. "Appendix C: Methods and Results from the AHRQ-Ottawa Evidence-Based Report on Effectiveness and Safety of Vitamin D in Relation to Bone Health." Dietary Reference Intakes for Calcium and Vitamin D. Washington, DC: The National Academies Press, 2011.
The following HTML text is provided to enhance online
readability. Many aspects of typography translate only awkwardly to HTML.
Please use the page image
as the authoritative form to ensure accuracy.
DRI Dietary Reference Intakes Calcium Vitamin D
Chapter 2. Methods
Key Questions Addressed in This Report
The University of Ottawa EPC’s evidence report on Vitamin D is based on a systematic review of the scientific literature. A technical expert panel was recruited to help refine key questions and provide expertise to the review team during the review process. The finalized questions were:
Are specific circulating concentrations of 25(OH)D associated with the following health outcomes in:
Children: rickets, bone mineral density (BMD) or bone mineral content (BMC), fractures, parathyroid hormone (PTH)?
Women of reproductive age (includes pregnant and lactating women): BMD, calcaneal ultrasound, fractures, calcium absorption, PTH?
Elderly men and postmenopausal women: BMD, fractures, falls?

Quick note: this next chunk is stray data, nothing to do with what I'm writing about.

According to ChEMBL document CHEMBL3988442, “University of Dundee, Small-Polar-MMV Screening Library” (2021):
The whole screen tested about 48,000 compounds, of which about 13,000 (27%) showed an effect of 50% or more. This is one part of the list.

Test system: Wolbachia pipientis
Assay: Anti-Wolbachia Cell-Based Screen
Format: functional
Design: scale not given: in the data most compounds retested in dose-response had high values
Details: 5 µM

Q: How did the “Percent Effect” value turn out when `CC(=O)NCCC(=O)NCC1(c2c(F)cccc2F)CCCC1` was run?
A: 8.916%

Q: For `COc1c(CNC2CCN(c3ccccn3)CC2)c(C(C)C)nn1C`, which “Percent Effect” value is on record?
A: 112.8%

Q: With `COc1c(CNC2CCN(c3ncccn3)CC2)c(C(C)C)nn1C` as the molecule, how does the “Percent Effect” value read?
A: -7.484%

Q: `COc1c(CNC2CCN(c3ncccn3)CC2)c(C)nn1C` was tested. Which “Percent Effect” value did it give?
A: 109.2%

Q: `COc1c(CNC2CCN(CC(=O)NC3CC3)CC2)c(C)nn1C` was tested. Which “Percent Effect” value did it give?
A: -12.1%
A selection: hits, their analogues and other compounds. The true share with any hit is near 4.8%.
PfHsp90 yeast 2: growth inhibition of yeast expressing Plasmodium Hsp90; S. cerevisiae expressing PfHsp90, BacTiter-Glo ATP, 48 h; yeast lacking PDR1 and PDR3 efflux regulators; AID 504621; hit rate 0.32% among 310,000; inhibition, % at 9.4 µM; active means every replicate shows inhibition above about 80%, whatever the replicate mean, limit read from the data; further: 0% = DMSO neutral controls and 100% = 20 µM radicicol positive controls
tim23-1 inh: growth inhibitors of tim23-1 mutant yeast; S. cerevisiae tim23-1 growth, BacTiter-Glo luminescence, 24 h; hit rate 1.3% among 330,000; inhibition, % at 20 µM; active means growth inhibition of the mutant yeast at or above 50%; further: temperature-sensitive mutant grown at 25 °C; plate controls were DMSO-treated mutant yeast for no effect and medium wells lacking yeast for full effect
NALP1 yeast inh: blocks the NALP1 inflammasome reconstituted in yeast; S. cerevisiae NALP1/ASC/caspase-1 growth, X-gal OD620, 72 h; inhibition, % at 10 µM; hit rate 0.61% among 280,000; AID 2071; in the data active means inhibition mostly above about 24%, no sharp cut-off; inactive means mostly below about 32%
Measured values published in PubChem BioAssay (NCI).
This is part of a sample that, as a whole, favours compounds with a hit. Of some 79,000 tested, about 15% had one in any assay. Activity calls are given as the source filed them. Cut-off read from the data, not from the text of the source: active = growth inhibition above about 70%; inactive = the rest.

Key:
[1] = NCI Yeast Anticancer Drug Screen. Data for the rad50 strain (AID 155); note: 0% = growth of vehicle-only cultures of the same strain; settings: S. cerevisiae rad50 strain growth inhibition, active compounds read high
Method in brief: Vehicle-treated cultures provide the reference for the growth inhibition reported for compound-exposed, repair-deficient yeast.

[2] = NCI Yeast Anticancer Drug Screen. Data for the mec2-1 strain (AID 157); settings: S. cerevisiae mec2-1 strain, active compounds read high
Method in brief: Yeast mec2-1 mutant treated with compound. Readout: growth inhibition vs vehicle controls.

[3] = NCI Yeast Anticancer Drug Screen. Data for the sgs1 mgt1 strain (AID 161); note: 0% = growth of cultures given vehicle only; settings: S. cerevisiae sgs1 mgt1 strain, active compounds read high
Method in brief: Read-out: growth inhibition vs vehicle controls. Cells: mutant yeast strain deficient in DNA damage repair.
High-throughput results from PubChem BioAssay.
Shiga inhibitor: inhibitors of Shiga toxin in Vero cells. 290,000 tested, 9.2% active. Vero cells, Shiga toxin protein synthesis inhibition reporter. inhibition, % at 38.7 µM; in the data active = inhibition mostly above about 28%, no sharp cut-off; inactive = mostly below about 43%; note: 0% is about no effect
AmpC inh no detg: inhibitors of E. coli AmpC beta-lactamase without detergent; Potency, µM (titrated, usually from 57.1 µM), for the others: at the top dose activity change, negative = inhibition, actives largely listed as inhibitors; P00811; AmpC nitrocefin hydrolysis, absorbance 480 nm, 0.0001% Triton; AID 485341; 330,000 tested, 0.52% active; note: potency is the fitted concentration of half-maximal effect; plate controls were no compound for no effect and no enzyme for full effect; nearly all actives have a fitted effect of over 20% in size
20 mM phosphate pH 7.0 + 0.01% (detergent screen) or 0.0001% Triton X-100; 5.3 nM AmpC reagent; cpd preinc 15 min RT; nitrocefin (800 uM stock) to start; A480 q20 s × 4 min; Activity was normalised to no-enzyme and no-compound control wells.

Does dietary intake (fortified foods and/or vitamin D supplementation) or sun exposure affect circulating concentrations of 25(OH)D?
Does this vary with different age groups, ethnicity, use of sunscreen, geography and/or body mass index (BMI)?
What are the effects of fortified foods on circulating 25(OH)D concentrations?
What is the effect of sun exposure and vitamin D supplementation on levels of serum 25(OH)D?
What is the evidence regarding the effect of supplemental doses of vitamin D on bone mineral density, fractures and fall risk in:
Women of reproductive age and postmenopausal women?
Is there variation with baseline levels of 25(OH)D?
Is there a level of sunlight exposure (time of year, latitude, BMI, amount of skin exposed) that is sufficient to maintain adequate vitamin D levels, but does not increase the risk of melanoma or non-melanoma skin cancer?
Does intake of vitamin D above current reference intakes lead to toxicities (e.g., hypercalcemia, hypercalciuria, calcification of soft tissue or major organs, kidney stones)?